Second, arbitrators may choose to apply the lex mercatoria if the parties have not agreed on the law applicable to their agreement. Whether or not such choice is open to them depends upon the rules or national law which is applicable. For example, the ICC Rules57 , and the French Code of Civil Procedure58 allow arbitrators to choose a law other than a national one.

Third, the lex mercatoria can be used to supplement domestic law or an international convention. The lex mercatoria can be applied when the arbitrators conclude that the statutory rate in the relevant applicable law is not suitable in the case at hand. For example, Prof. Lowenfeld cites an award in which parties put forward submissions with regard to interest pursuant to New York law (the application of the New York statutory rate) and the law of a country with laws based on the shari'a (which, it was argued, did not allow interest). The tribunal granted interest at a commercial rate without making reference to the law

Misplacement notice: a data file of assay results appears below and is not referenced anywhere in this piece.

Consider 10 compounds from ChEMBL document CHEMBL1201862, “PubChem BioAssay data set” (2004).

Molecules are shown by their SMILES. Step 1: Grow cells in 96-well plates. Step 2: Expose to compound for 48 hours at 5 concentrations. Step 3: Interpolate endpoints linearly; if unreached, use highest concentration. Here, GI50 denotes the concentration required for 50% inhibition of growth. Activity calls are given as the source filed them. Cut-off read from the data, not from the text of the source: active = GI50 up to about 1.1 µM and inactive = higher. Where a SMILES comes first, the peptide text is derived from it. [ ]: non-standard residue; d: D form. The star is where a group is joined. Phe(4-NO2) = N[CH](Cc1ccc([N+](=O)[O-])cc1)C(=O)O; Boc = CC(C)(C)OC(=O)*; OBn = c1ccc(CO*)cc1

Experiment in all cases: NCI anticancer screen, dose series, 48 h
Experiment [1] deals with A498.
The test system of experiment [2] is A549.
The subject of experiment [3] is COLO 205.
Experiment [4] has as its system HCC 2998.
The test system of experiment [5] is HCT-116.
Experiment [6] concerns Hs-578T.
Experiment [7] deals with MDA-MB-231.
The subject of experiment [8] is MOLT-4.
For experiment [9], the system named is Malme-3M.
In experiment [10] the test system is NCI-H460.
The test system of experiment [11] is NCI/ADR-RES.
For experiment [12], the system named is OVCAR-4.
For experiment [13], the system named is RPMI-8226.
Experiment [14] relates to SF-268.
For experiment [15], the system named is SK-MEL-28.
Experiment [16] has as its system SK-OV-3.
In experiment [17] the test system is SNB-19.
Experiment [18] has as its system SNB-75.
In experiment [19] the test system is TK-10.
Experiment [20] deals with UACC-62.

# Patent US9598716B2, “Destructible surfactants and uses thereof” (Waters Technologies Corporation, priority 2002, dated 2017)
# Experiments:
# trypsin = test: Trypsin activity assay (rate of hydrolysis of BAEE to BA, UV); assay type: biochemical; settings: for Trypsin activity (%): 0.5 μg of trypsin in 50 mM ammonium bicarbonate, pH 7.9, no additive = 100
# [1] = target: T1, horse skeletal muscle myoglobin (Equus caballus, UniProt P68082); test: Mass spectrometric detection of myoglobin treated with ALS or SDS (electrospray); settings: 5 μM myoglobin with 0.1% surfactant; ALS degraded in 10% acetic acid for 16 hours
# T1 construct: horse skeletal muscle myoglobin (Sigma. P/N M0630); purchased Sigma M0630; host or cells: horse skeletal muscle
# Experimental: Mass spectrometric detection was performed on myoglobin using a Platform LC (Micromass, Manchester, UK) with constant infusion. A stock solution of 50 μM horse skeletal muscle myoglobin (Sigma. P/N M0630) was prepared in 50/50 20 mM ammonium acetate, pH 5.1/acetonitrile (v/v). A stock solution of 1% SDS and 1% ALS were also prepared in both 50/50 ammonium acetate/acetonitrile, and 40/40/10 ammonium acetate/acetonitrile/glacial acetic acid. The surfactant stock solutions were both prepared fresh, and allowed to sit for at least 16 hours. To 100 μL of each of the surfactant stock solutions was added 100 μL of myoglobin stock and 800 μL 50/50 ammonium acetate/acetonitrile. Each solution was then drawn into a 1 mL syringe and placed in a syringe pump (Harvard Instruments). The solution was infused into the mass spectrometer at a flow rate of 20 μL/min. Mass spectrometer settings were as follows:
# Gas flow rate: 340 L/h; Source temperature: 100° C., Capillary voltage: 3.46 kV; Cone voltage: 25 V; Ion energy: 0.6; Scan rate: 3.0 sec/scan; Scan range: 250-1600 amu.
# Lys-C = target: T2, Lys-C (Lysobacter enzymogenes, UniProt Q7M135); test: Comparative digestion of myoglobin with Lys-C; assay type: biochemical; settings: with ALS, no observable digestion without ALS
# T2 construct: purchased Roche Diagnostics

applicable. Prof. Lowenfeld suggests that this was an application of the lex mercatoria.59
The lex mercatoria has also been used to complement the CISG with respect to the interest rate applicable (no homage to Eric Bergsten would be complete without a reference to the CISG). Article 78 of the CISG provides that 'if either party fails to pay the price or any other sum that is in arrears, the other party is i entitled to interest on it, without prejudice to any claim for damages recoverable I under Article 74.' However, the CISG does not set out the interest rate to be used. Differing political, economic and religious views made it impossible for the drafters of the CISG to reach agreement on a formula for the rate of interest.60

Authors are divided as to whether the interest rate is left to the applicable national law or should be decided based on the convention's general principles61 . The later approach reinforces one of CISG's stated goals, uniformity. Proponents of the uniform approach point out the difficulties in applying domestic law to the point62 . Awards taking the general principles approach often rely on the lex mercatoria.